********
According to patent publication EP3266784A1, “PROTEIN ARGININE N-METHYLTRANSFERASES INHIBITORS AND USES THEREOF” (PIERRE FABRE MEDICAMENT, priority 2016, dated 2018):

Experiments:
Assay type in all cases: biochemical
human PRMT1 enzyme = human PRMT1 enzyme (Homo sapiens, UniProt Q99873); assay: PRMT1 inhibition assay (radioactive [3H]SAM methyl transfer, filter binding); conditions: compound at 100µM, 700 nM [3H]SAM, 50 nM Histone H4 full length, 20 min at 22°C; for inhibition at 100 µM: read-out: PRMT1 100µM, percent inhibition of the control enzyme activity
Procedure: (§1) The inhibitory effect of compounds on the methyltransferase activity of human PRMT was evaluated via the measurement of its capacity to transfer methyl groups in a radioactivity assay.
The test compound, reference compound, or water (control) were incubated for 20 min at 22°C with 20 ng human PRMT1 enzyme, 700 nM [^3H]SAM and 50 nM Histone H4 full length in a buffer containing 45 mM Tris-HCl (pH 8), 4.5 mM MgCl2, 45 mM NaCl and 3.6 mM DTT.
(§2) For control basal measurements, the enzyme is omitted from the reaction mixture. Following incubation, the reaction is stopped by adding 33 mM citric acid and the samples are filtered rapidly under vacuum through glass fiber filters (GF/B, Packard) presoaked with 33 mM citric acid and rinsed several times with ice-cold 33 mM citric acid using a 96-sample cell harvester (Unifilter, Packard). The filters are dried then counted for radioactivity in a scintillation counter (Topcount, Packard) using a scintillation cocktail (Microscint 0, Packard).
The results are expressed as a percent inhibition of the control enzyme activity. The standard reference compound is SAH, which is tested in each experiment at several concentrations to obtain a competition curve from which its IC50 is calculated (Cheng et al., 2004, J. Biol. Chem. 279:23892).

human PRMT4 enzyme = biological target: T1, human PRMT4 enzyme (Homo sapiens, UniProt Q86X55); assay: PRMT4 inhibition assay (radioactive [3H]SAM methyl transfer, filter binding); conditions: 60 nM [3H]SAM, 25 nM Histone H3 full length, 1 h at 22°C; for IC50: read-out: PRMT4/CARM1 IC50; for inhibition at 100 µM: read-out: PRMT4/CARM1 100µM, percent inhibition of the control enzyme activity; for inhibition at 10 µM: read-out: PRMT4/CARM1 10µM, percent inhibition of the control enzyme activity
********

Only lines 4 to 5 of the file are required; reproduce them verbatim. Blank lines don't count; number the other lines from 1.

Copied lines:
human PRMT1 enzyme = human PRMT1 enzyme (Homo sapiens, UniProt Q99873); assay: PRMT1 inhibition assay (radioactive [3H]SAM methyl transfer, filter binding); conditions: compound at 100µM, 700 nM [3H]SAM, 50 nM Histone H4 full length, 20 min at 22°C; for inhibition at 100 µM: read-out: PRMT1 100µM, percent inhibition of the control enzyme activity
Procedure: (§1) The inhibitory effect of compounds on the methyltransferase activity of human PRMT was evaluated via the measurement of its capacity to transfer methyl groups in a radioactivity assay.